Sneaky Selling Can Backfire
What Did the Study Look At?
With conventional advertising yielding mixed results, firms have developed sneaky ways to get their products or services in front of prospective customers. Those of us who are media savvy can often spot the product placement embedded in our favourite television show or movie. Less obvious is the practice of some firms to place their own brand representatives or “ambassadors” in retail outlets to work alongside a store’s own salespeople. This allows them to explain or pitch their products directly to consumers. The brand advocates often look no different than the salespeople employed by the retailer, and may not go out of the way to make their affiliation clear.
The researchers look at this potentially deceptive sales tactic — which they term “native selling” — from the consumer’s point of view. They investigate whether consumers are aware of native selling, how they respond when they encounter it, and whether disclosing the tactic improves consumer reactions.
How Was the Study Designed?
The reseachers conducted two experiments. In both, they manipulated disclosure of native selling tactics by using name tags with different information about the salesperson’s background. In the first experiment, an online survey in Germany, 117 participants were asked to imagine being in a consumer electronics store, looking to purchase a coffee maker. The researchers focused on participants’ reactions toward the different types of disclosure and analysed whether name tags make consumers aware of native selling.
The second experiment involved 210 undergraduate students at a Canadian university. They were presented with the same scenario: some were told that the sales representative worked for the manufacturer rather than the store while others were not. In this test, researchers teased out the underlying processes behind the subjects’ reactions.
What Did The Study Find?
- Native selling leads to more negative attitudes towards the store and brand and reduced purchase intentions. This effect is largely attributed to consumers’ perception of the persuasion tactic as deceptive.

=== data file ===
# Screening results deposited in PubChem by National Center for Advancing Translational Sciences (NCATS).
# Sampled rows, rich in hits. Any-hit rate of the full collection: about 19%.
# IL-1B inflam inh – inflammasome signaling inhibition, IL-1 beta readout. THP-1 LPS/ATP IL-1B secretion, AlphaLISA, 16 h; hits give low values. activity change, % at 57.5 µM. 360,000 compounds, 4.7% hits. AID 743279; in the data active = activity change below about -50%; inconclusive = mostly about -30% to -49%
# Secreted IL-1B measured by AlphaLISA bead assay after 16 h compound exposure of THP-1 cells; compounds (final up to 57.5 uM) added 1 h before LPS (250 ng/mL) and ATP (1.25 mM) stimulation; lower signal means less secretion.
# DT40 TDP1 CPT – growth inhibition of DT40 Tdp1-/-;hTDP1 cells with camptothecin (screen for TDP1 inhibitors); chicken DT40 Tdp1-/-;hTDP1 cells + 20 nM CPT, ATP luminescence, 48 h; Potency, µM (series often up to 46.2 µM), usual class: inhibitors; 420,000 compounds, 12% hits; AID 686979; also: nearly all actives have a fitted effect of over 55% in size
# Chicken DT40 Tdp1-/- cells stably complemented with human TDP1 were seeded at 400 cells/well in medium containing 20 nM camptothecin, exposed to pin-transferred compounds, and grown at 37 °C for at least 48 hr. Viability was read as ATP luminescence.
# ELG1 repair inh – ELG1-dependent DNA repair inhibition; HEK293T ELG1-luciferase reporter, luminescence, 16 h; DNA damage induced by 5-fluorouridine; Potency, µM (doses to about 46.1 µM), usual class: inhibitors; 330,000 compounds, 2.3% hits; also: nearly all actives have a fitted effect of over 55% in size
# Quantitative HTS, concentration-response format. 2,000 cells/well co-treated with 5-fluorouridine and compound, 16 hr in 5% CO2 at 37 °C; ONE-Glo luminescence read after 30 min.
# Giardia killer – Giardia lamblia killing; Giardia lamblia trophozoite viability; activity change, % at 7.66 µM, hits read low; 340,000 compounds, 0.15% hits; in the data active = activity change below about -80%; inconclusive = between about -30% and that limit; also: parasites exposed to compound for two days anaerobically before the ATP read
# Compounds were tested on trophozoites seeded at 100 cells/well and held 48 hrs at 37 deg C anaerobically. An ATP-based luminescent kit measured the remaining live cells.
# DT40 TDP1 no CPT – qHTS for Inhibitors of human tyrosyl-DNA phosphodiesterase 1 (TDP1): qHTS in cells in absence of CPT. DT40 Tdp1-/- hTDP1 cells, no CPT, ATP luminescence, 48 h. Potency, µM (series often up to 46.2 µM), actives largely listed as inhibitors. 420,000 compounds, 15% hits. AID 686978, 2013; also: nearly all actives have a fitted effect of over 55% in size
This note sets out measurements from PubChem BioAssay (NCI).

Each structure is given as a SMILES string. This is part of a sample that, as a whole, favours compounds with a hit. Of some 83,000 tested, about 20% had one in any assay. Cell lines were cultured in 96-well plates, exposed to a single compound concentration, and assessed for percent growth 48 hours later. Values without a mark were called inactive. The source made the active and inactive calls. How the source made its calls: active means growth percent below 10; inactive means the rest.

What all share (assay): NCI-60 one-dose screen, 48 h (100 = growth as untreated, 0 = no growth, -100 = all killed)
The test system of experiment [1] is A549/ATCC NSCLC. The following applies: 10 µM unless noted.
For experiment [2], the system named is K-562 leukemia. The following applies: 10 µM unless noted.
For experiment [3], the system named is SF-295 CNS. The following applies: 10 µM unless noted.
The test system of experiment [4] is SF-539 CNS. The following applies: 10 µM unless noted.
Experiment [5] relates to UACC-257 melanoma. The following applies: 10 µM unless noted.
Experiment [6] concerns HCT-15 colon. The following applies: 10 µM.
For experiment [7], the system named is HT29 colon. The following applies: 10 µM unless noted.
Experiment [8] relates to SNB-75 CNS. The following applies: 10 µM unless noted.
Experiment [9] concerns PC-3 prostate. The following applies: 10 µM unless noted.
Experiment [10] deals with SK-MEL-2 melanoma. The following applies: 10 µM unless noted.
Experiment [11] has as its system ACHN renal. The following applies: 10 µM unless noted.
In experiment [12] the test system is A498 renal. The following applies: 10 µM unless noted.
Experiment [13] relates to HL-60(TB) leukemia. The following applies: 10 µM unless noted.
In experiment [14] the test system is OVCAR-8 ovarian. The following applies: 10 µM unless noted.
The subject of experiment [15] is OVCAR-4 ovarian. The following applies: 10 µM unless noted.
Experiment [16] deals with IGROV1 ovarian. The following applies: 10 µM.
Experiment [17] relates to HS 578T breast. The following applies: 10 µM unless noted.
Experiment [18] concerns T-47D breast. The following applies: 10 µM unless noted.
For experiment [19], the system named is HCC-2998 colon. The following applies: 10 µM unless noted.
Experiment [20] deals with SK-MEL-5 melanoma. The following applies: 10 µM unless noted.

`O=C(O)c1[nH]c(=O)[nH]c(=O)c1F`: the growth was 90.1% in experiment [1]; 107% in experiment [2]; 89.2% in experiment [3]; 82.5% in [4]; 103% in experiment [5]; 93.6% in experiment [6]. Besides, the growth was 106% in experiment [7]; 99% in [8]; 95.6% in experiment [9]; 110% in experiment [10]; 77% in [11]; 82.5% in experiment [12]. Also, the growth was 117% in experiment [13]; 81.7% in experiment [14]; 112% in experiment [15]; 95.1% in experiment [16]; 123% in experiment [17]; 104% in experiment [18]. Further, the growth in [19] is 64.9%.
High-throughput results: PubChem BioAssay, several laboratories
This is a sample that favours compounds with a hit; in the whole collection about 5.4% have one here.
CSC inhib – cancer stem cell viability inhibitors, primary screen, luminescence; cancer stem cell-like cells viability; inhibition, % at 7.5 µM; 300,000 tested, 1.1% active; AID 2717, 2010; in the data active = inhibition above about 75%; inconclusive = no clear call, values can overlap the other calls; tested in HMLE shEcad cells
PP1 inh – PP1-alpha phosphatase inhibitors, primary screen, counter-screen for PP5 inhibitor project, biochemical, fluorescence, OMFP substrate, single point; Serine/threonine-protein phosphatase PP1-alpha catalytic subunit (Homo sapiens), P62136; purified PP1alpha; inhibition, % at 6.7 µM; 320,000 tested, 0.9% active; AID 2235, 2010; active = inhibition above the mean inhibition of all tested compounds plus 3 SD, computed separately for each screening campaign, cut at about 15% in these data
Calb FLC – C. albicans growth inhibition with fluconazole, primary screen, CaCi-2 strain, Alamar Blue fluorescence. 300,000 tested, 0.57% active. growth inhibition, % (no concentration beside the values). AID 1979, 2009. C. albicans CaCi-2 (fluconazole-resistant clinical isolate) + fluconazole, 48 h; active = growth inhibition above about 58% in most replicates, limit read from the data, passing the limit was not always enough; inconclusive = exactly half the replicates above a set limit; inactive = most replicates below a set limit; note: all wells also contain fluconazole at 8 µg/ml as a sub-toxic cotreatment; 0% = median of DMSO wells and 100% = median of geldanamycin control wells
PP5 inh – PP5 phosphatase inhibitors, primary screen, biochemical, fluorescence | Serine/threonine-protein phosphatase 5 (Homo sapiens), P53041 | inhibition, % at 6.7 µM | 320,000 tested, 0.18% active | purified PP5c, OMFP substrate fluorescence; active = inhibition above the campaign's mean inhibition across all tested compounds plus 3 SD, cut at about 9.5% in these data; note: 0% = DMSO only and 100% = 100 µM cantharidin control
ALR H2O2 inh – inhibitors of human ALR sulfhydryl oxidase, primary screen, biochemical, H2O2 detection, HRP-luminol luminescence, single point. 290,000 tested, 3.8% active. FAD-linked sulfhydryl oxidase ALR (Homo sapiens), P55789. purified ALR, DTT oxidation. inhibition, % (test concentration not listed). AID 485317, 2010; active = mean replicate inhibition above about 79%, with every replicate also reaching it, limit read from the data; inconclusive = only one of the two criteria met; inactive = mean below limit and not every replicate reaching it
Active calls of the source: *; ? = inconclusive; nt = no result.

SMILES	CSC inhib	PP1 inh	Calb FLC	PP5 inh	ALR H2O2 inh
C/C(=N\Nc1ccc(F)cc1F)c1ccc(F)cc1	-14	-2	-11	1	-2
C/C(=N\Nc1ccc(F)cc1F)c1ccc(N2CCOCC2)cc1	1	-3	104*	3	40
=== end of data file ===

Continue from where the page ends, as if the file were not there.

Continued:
- Consumers almost never suspect the tactic when it is not disclosed.
- Explicit disclosure of the brand affiliation is not sufficient for consumers to be aware of the salesperson’s background. Only 56 percent of study participants recalled the brand from the name tag when it was placed in a realistic sales setting.
- Consumers react in the same way to both honest disclosure (with a brand name tag) and dishonest disclosure (with a name tag that indicates the sales rep is affiliated with the store). In both cases, consumers feel deceived.
What Do I Need to Know?
The good news, if you’re a firm that dabbles in native selling, is that consumers are generally unaware of the tactic until they’re told of it directly.
The bad news is that, once made aware via social networks or news accounts, consumers have little time for native selling. They feel it is a morally unacceptable tactic, whether the brand salesperson is clearly identified or not. “Firms need to account for such reactions when assessing the viability of such tactics,” the researchers write.
They suggest that consumers react to native selling “for reasons that go beyond just perceiving an ulterior motive. Specifically, we suggest that consumers perceive native selling as an attempt to hide an ulterior motive.”
To make native selling more evident, the researchers recommend that the brand salesperson’s background be disclosed more prominently, perhaps by using different colours of clothing, posting large signs, or presenting oral information upfront.
Remember, though, that the researchers found no evidence that an honest name tag resulted in better consumer perceptions than did a dishonest one.
Title: “When Brand Representatives Act as Sales Associates: Mechanisms and Effects of Native Selling and its Disclosure”
Authors: Johanna Held, Maximilian Stieler, and Claas Christian Germelmann (all University of Bayreuth) and Laurence Ashworth (Smith School of Business, Queen’s University)
Published: Marketing ZFP – Journal of Research and Management (vol. 39 no. 1, 2017, 44–57)
— Alan Morantz